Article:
Direct payments frequently asked questions
Questions which are often asked when people are considering a direct payment instead of services.
It is a sum of money given to you by us to buy your own care services or support instead of getting services provided by Social Services.
Direct payments originally came into being as a result of pressure from disabled people who wanted to have more choice and control over how they received their services. Over the years, other people who use social care services have also seen the benefits of using direct payments to feel more independent.
These are the services that would traditionally be provided by Social Services to people who have a disability or a long-term illness or to frail older adults following an assessment of their care needs, such as home care, day services and respite breaks. You can only ask for a direct payment if you are eligible for Social Services care or support.
Arranging your own care and support gives you more choice and control, and can help you feel more independent. For example, you may already know someone who could provide the support you need, want to use a particular home care agency or prefer to make individual arrangements for respite. Our services may not be provided at times or in places that suit you, or offer you the activities you'd like to do or enable you to do them with the people you'd choose. Direct payments can give you more flexibility.
Almost everyone who is eligible for Social Services support would be able to have a direct payment. Some people who would not be able to manage the practicalities of a direct payment can have the payment made to someone else who will manage it for them. There are more details about the various options on our Managing direct payments page.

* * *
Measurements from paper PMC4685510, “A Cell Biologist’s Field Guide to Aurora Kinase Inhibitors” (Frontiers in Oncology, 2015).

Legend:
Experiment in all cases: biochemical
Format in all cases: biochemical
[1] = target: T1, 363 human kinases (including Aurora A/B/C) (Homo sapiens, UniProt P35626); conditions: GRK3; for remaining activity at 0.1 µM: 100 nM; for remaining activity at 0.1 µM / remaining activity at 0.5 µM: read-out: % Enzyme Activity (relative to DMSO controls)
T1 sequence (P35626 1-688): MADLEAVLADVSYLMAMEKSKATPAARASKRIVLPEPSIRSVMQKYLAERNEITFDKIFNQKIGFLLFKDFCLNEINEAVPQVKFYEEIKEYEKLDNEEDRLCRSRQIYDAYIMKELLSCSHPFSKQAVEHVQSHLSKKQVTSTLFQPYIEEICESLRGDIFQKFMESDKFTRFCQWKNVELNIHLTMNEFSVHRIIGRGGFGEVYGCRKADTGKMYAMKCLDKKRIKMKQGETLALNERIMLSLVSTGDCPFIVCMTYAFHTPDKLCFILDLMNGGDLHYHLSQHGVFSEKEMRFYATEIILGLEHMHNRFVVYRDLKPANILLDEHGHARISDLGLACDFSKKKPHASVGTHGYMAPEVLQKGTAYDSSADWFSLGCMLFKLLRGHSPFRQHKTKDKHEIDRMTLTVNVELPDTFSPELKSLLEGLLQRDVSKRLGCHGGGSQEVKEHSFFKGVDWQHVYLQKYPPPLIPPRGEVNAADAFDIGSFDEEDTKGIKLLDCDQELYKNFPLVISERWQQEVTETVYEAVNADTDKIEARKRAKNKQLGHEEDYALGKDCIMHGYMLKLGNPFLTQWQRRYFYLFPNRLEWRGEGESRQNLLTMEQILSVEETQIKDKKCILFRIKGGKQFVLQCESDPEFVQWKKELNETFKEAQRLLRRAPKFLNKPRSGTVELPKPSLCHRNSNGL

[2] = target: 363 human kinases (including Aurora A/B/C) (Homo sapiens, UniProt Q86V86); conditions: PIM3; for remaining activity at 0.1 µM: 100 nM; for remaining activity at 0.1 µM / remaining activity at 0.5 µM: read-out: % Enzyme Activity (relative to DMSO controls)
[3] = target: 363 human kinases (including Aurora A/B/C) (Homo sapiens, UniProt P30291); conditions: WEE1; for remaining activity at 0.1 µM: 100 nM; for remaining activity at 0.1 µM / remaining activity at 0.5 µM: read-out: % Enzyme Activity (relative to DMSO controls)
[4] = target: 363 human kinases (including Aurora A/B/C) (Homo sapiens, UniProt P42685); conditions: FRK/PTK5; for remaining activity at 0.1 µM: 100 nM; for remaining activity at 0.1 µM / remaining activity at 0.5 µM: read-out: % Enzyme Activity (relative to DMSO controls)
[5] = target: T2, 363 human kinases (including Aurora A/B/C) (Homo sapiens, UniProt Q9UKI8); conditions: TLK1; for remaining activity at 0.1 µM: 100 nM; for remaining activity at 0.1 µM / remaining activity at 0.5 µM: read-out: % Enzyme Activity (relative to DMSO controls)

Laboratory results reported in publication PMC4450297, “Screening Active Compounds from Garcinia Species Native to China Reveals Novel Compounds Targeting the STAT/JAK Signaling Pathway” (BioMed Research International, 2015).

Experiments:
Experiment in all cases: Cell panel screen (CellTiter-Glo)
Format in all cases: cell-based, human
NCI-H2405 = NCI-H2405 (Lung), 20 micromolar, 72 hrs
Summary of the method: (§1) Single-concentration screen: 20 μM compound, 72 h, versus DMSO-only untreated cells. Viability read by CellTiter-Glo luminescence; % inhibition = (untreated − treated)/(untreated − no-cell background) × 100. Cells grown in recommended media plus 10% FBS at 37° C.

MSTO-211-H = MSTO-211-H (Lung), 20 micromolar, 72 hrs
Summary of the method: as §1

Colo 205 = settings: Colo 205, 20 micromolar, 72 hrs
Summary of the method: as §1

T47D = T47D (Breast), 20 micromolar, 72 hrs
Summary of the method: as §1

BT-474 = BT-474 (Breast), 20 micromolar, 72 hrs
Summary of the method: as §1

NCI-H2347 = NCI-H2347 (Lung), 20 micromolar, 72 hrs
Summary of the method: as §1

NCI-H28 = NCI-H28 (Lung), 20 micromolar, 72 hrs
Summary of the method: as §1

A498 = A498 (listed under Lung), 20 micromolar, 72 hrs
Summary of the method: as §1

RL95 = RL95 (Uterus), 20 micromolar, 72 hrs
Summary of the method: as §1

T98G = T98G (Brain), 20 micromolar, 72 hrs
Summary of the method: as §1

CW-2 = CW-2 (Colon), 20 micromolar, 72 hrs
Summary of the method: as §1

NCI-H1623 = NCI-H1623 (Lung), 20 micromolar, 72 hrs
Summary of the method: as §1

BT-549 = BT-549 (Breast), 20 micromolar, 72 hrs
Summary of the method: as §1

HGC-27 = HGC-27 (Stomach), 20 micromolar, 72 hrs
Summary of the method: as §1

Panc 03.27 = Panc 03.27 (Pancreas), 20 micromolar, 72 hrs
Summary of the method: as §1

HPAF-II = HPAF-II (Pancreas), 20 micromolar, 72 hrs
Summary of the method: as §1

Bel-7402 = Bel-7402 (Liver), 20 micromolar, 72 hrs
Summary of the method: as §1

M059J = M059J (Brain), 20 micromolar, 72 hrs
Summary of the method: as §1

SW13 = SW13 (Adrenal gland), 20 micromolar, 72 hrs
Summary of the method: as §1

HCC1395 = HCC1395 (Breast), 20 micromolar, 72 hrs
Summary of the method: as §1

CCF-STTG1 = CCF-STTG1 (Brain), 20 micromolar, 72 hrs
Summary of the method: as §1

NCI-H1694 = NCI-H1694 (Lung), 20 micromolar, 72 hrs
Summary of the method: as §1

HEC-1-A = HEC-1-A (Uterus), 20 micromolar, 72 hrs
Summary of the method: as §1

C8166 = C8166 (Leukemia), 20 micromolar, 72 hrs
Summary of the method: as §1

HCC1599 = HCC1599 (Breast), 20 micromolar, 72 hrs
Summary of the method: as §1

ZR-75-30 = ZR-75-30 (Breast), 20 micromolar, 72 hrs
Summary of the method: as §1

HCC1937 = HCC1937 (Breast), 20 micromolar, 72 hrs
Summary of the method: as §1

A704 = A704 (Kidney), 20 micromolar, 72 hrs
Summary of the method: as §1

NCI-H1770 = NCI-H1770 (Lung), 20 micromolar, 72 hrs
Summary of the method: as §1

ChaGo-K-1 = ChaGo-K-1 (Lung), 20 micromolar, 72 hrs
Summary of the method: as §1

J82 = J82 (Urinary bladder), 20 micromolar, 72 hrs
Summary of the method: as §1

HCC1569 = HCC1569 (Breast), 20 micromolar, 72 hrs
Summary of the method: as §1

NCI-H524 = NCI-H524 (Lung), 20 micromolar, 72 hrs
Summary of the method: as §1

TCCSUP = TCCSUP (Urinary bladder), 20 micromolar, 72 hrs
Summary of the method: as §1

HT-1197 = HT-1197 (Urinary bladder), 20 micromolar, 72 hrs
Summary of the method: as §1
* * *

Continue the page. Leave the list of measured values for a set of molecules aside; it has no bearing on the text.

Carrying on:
You can use your direct payment to pay for services or equipment which will meet the goals identified in your support plan. For example, you might employ someone (a personal assistant) to provide the support you need to live independently, or you might buy a care service from an agency. Some people use a direct payment for a one-off purchase, such as a piece of equipment or a respite break. So long as the identified objectives are met, you can be as creative as you wish in putting together the support arrangements.
You must only use your direct payment to meet the aspirations of your support plan, so you couldn't use it, for example, to pay household bills. You also can't use any of your direct payments to cover costs that you've been told you are expected to meet from your own resources (following a financial assessment).
Yes, this is called 'pooling'. It is possible to pool all or part of your direct payment with someone else's payment to employ a personal assistant or purchase a service or an item of equipment which will be shared to meet common needs, aspirations and outcomes more effectively and efficiently. The pooled arrangement must meet the goals of the support plans of all the people involved. Pooling funds may enable you to be more creative as well as helping your money to go further. You will usually need to set up formal arrangements such as a shared bank account and an agreement that covers how much each person will contribute and how the money will be spent. You may need to have a review of your support needs first - speak to your care manager.
If you choose to have a personal assistant, you will become that person's employer, but there is plenty of support available to help you. There are other ways to use a direct payment that do not require you to employ someone.
You will be given guidance and support on employing the person that is right for you. You may recruit someone already known to you or you might advertise for someone. Our Independent Living Team can help with this. There is also more information on our Employing someone as a social care personal assistant page.